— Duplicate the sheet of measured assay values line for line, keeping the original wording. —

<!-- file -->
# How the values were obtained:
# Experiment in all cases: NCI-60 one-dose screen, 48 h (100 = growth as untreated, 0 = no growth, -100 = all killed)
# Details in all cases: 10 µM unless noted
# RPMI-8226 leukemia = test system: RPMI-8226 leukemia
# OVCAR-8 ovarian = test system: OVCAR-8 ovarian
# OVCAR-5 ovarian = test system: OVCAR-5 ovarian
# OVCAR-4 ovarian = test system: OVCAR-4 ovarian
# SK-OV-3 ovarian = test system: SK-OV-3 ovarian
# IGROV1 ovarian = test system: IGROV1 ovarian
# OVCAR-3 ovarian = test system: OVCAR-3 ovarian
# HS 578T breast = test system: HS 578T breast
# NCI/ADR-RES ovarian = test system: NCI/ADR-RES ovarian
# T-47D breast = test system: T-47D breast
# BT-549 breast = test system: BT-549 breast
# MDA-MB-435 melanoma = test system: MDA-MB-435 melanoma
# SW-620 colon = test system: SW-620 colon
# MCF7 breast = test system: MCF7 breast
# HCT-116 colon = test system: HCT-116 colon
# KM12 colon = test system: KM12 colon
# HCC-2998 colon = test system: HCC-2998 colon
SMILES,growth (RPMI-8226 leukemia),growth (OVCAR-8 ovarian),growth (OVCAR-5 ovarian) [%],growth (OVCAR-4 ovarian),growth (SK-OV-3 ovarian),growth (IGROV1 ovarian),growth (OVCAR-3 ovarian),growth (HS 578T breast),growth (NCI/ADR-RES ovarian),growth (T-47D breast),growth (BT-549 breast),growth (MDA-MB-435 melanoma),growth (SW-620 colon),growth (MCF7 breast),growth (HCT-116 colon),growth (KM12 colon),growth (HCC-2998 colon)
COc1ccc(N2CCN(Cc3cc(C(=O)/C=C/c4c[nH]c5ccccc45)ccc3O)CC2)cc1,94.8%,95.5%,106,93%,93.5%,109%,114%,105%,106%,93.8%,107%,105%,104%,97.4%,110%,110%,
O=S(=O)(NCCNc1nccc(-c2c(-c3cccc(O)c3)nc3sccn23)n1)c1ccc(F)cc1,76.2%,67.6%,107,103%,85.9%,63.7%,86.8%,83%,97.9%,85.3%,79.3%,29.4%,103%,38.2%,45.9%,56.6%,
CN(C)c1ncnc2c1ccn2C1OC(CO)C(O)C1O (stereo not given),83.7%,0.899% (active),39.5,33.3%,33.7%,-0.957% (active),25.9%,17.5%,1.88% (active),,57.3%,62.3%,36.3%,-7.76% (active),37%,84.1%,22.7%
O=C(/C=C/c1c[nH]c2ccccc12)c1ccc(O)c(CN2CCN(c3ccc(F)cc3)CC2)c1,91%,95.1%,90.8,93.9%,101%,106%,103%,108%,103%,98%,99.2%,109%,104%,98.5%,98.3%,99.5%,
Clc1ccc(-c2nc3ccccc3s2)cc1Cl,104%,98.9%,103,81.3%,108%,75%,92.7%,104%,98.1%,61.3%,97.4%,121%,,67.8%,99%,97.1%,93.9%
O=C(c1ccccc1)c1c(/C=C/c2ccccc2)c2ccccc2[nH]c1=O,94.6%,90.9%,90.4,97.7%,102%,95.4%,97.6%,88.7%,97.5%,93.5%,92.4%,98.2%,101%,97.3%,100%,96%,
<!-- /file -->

# How the values were obtained:
# Experiment in all cases: NCI-60 one-dose screen, 48 h (100 = growth as untreated, 0 = no growth, -100 = all killed)
# Details in all cases: 10 µM unless noted
# RPMI-8226 leukemia = test system: RPMI-8226 leukemia
# OVCAR-8 ovarian = test system: OVCAR-8 ovarian
# OVCAR-5 ovarian = test system: OVCAR-5 ovarian
# OVCAR-4 ovarian = test system: OVCAR-4 ovarian
# SK-OV-3 ovarian = test system: SK-OV-3 ovarian
# IGROV1 ovarian = test system: IGROV1 ovarian
# OVCAR-3 ovarian = test system: OVCAR-3 ovarian
# HS 578T breast = test system: HS 578T breast
# NCI/ADR-RES ovarian = test system: NCI/ADR-RES ovarian
# T-47D breast = test system: T-47D breast
# BT-549 breast = test system: BT-549 breast
# MDA-MB-435 melanoma = test system: MDA-MB-435 melanoma
# SW-620 colon = test system: SW-620 colon
# MCF7 breast = test system: MCF7 breast
# HCT-116 colon = test system: HCT-116 colon
# KM12 colon = test system: KM12 colon
# HCC-2998 colon = test system: HCC-2998 colon
SMILES,growth (RPMI-8226 leukemia),growth (OVCAR-8 ovarian),growth (OVCAR-5 ovarian) [%],growth (OVCAR-4 ovarian),growth (SK-OV-3 ovarian),growth (IGROV1 ovarian),growth (OVCAR-3 ovarian),growth (HS 578T breast),growth (NCI/ADR-RES ovarian),growth (T-47D breast),growth (BT-549 breast),growth (MDA-MB-435 melanoma),growth (SW-620 colon),growth (MCF7 breast),growth (HCT-116 colon),growth (KM12 colon),growth (HCC-2998 colon)
COc1ccc(N2CCN(Cc3cc(C(=O)/C=C/c4c[nH]c5ccccc45)ccc3O)CC2)cc1,94.8%,95.5%,106,93%,93.5%,109%,114%,105%,106%,93.8%,107%,105%,104%,97.4%,110%,110%,
O=S(=O)(NCCNc1nccc(-c2c(-c3cccc(O)c3)nc3sccn23)n1)c1ccc(F)cc1,76.2%,67.6%,107,103%,85.9%,63.7%,86.8%,83%,97.9%,85.3%,79.3%,29.4%,103%,38.2%,45.9%,56.6%,
CN(C)c1ncnc2c1ccn2C1OC(CO)C(O)C1O (stereo not given),83.7%,0.899% (active),39.5,33.3%,33.7%,-0.957% (active),25.9%,17.5%,1.88% (active),,57.3%,62.3%,36.3%,-7.76% (active),37%,84.1%,22.7%
O=C(/C=C/c1c[nH]c2ccccc12)c1ccc(O)c(CN2CCN(c3ccc(F)cc3)CC2)c1,91%,95.1%,90.8,93.9%,101%,106%,103%,108%,103%,98%,99.2%,109%,104%,98.5%,98.3%,99.5%,
Clc1ccc(-c2nc3ccccc3s2)cc1Cl,104%,98.9%,103,81.3%,108%,75%,92.7%,104%,98.1%,61.3%,97.4%,121%,,67.8%,99%,97.1%,93.9%
O=C(c1ccccc1)c1c(/C=C/c2ccccc2)c2ccccc2[nH]c1=O,94.6%,90.9%,90.4,97.7%,102%,95.4%,97.6%,88.7%,97.5%,93.5%,92.4%,98.2%,101%,97.3%,100%,96%,